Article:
By Byaruhanga Felix (@TheNinjaFelix)
You know that CNN article that’s on almost every Ugandan’s social media timeline talking about how the Rolex is one of Africa’s foods taking off? Yes that one, it should have had Young Cardamom & Hab’s Kanda (Chap Chap) video attached to it. Why? Just click here to watch the video. Anyway its an odd way to start a hip-hop interview but bear with me cause this interview isn’t about typical rappers as you’ll be reading and clicking on the particular links attached/embedded within the article. At the start of this year we were hosted on So Severe‘s hip-hop show (watch it here) and as he closed he played Kanda (Chap Chap) . Immediately, we had to ask who is rapping and to answer our questions Severe had to just let us stream the video before leaving the station. Fast forward to June 2016 I’m having a discussion with gentlemen behind the “Rolex Anthem” about their journey in the industry and their recently released EP “Sidda Mukyaalo”.
QN: To Start off how did Young Cardamom (YC) & HAB start to rap?
HAB: Our rap career started after I had worked on a certain movie project (Queen of Katwe) with my brother YC here. We were working in the casting department, so in the course of our work we happened to meet Hannz Tactiq. Hannz made for us a beat which later became Kanda – our first single.
YC: You know we have to credit Hannz as HAB is saying, he gave us confidence. We had thought of doing music for a while yet when you don’t know something it can seem insurmountable. But then you meet Hannz and he tells you I can make the beat for you, record, mix & master for you – it all started to seem a lot more possible. We then started going to Hannz’s studio in Kabalagala after work – which would generally end at 11 or midnight. It was just work and recording, work and recording. Also to add on HAB’s backstory, we have been brothers for around 10 years. We grew up in Buziga as neighbors.
QN: In your introduction you’ve talked about working on a movie, is that also part of the hustle that people can look into to hire you guys for? Also does this expertise play a role in shooting your videos?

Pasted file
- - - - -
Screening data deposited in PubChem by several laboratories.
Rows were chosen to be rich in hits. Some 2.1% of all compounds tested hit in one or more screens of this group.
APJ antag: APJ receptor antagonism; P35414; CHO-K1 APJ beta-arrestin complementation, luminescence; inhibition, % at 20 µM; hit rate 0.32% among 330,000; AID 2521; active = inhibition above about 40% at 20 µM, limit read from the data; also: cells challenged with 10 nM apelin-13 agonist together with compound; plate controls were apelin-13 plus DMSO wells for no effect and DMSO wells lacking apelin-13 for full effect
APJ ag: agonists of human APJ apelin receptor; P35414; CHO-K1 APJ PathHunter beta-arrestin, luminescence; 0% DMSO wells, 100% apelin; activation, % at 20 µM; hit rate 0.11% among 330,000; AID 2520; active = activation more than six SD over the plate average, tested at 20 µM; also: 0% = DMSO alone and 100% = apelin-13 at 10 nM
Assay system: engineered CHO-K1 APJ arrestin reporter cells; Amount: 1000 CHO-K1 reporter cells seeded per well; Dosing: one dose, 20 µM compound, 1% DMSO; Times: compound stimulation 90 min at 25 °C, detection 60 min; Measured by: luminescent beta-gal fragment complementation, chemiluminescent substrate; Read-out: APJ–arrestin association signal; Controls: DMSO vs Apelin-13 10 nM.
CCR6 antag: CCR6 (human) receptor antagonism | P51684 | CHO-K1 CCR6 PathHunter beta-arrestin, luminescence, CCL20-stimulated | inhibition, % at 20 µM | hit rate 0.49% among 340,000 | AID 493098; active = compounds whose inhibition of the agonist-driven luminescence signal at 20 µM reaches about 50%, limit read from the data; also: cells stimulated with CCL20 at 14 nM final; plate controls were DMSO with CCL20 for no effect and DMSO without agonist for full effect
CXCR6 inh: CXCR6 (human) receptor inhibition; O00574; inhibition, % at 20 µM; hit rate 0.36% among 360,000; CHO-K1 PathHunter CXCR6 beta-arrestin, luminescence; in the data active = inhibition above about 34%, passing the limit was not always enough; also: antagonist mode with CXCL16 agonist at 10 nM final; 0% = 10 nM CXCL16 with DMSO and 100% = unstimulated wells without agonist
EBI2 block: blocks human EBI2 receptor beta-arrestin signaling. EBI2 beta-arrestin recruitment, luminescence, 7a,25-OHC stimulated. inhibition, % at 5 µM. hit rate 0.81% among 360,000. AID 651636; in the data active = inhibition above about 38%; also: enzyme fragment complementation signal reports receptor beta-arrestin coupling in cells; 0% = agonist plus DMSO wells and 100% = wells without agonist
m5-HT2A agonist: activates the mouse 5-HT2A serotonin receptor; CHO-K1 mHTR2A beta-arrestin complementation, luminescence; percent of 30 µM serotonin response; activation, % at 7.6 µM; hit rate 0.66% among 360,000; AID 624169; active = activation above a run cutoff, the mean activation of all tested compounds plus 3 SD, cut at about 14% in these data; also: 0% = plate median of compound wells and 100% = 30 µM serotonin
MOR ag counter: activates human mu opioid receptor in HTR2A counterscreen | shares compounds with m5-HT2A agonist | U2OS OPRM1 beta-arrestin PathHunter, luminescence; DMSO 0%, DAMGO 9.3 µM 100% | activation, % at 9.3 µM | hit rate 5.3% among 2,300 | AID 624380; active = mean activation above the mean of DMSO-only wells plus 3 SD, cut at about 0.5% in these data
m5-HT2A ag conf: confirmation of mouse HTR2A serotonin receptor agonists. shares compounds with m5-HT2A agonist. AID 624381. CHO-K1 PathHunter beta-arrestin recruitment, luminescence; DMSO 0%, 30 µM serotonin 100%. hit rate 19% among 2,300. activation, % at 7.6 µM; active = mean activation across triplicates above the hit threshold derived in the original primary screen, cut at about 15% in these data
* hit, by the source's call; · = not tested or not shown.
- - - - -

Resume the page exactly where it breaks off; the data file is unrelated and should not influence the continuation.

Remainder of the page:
YC: This is actually the first time we’ve ever mentioned that we worked on a movie because people then will associate us with only that but we’re more than just that one experience. We worked very hard on the film, in casting and as an assistant director so we definitely have the talent for that world, but it’s hard to focus just on film when you’re in Uganda. For us, when it comes to videos, it’s a very collaborative process. If you see our video Kanda, it was directed by Onoh, then P. S. V. was directed by Martin Kharumwa and we’ve already shot the next video for Wabula Naawe with Moses Bwayo. We bring a lot of concepts to the video that the director helps to fine tune and make into a finished project.
HAB: When we‘re shooting our videos, we first sit down, write out the concept of what our video should be like, what it should be about, and how to shoot it. We discuss these things ourselves and then we work with a director who adds their own flavor.
QN: Let’s talk about your latest work (EP) “Sidda Mukyaalo”. What’s the background and why that title?
HAB: Sidda Mukyaalo means “I’m not going back to village”. As for me, HAB, I’m a native Ugandan but the thing is that generally here in Uganda we associate going back to the village with the fact that we’ve already worked hard in the city ‘cause the city is the place we come to for greener pastures. So you work hard and by the time you go back to the village you’re settling down.
YC: For me, I’m an Asian Ugandan. There’s no Asian Ugandan village. So, while Uganda is my birthplace and home, I don’t have anything besides Kampala. I was born in Nsambya hospital and I’ve lived in Buziga since birth. So there’s no place for us to go to, Kampala is the final chance for us to make it in Uganda. The inspiration for the title came from seeing a boda guy dressed in full leather with writing on the back “No Going Back To The Village.” That determination is what we want in our work as rappers ‘cause its not enough to make good music, you have to promote it, move up and down, and get the music into people’s hands.